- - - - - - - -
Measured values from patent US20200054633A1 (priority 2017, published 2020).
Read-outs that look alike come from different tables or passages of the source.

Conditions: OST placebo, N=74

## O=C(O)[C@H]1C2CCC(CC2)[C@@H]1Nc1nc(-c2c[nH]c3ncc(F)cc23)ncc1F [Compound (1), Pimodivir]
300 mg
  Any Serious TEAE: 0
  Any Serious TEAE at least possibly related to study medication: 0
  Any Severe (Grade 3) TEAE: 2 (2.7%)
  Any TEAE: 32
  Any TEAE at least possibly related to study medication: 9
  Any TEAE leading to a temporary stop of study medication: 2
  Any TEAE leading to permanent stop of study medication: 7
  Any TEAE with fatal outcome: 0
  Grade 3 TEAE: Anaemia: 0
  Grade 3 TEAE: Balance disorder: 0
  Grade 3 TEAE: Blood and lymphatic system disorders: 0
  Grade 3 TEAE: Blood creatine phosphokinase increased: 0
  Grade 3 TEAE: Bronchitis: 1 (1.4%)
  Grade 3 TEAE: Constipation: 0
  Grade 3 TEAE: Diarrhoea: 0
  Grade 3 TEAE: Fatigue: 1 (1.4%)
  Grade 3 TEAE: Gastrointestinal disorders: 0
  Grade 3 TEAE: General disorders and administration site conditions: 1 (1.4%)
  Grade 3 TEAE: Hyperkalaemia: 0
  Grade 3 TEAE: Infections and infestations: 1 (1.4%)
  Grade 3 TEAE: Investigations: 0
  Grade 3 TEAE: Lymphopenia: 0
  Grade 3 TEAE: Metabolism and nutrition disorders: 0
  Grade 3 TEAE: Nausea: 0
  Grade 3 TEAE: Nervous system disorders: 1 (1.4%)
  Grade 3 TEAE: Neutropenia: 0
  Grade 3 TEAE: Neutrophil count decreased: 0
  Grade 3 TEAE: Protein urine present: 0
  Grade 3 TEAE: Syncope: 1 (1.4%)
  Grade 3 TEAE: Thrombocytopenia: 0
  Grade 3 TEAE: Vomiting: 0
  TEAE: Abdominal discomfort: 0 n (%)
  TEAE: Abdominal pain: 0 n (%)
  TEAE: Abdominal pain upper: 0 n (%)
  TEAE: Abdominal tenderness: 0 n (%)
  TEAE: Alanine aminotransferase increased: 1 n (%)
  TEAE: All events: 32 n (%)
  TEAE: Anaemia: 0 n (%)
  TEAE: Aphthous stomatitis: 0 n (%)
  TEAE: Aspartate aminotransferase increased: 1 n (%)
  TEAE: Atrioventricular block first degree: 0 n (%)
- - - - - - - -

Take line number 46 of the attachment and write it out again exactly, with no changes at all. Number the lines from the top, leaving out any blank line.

  TEAE: Atrioventricular block first degree: 0 n (%)